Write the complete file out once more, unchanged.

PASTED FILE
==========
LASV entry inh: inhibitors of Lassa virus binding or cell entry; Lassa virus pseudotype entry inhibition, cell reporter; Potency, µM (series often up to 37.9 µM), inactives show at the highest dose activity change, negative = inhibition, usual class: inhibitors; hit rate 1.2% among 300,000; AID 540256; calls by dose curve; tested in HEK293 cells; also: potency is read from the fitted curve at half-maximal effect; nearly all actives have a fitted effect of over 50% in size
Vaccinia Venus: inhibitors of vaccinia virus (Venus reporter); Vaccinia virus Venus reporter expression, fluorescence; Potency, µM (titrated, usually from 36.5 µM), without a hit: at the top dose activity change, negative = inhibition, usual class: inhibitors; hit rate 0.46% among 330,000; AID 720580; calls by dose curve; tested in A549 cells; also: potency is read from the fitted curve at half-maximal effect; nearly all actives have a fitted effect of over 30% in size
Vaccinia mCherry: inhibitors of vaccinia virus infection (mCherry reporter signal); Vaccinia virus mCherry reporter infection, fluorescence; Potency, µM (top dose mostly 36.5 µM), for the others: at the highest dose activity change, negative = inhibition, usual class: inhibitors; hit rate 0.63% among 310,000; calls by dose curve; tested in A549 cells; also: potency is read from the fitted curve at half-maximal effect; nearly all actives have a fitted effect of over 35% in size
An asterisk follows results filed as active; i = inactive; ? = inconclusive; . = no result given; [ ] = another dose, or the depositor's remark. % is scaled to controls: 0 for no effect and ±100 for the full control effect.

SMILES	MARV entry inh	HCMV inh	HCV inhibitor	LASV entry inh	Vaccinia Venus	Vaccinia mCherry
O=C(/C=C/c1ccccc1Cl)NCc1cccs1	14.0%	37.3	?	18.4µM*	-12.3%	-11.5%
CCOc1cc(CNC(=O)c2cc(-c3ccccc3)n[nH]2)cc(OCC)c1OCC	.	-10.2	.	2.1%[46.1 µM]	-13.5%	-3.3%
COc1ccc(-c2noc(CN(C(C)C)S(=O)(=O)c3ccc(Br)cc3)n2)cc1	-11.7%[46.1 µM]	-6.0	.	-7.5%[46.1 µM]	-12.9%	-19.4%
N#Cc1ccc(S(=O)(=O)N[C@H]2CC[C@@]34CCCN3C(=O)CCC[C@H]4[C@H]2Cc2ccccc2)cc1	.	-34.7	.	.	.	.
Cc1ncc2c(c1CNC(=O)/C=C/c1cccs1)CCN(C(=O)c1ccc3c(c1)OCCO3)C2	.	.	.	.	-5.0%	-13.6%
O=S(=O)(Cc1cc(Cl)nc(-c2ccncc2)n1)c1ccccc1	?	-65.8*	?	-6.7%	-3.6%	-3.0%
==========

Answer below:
LASV entry inh: inhibitors of Lassa virus binding or cell entry; Lassa virus pseudotype entry inhibition, cell reporter; Potency, µM (series often up to 37.9 µM), inactives show at the highest dose activity change, negative = inhibition, usual class: inhibitors; hit rate 1.2% among 300,000; AID 540256; calls by dose curve; tested in HEK293 cells; also: potency is read from the fitted curve at half-maximal effect; nearly all actives have a fitted effect of over 50% in size
Vaccinia Venus: inhibitors of vaccinia virus (Venus reporter); Vaccinia virus Venus reporter expression, fluorescence; Potency, µM (titrated, usually from 36.5 µM), without a hit: at the top dose activity change, negative = inhibition, usual class: inhibitors; hit rate 0.46% among 330,000; AID 720580; calls by dose curve; tested in A549 cells; also: potency is read from the fitted curve at half-maximal effect; nearly all actives have a fitted effect of over 30% in size
Vaccinia mCherry: inhibitors of vaccinia virus infection (mCherry reporter signal); Vaccinia virus mCherry reporter infection, fluorescence; Potency, µM (top dose mostly 36.5 µM), for the others: at the highest dose activity change, negative = inhibition, usual class: inhibitors; hit rate 0.63% among 310,000; calls by dose curve; tested in A549 cells; also: potency is read from the fitted curve at half-maximal effect; nearly all actives have a fitted effect of over 35% in size
An asterisk follows results filed as active; i = inactive; ? = inconclusive; . = no result given; [ ] = another dose, or the depositor's remark. % is scaled to controls: 0 for no effect and ±100 for the full control effect.

SMILES	MARV entry inh	HCMV inh	HCV inhibitor	LASV entry inh	Vaccinia Venus	Vaccinia mCherry
O=C(/C=C/c1ccccc1Cl)NCc1cccs1	14.0%	37.3	?	18.4µM*	-12.3%	-11.5%
CCOc1cc(CNC(=O)c2cc(-c3ccccc3)n[nH]2)cc(OCC)c1OCC	.	-10.2	.	2.1%[46.1 µM]	-13.5%	-3.3%
COc1ccc(-c2noc(CN(C(C)C)S(=O)(=O)c3ccc(Br)cc3)n2)cc1	-11.7%[46.1 µM]	-6.0	.	-7.5%[46.1 µM]	-12.9%	-19.4%
N#Cc1ccc(S(=O)(=O)N[C@H]2CC[C@@]34CCCN3C(=O)CCC[C@H]4[C@H]2Cc2ccccc2)cc1	.	-34.7	.	.	.	.
Cc1ncc2c(c1CNC(=O)/C=C/c1cccs1)CCN(C(=O)c1ccc3c(c1)OCCO3)C2	.	.	.	.	-5.0%	-13.6%
O=S(=O)(Cc1cc(Cl)nc(-c2ccncc2)n1)c1ccccc1	?	-65.8*	?	-6.7%	-3.6%	-3.0%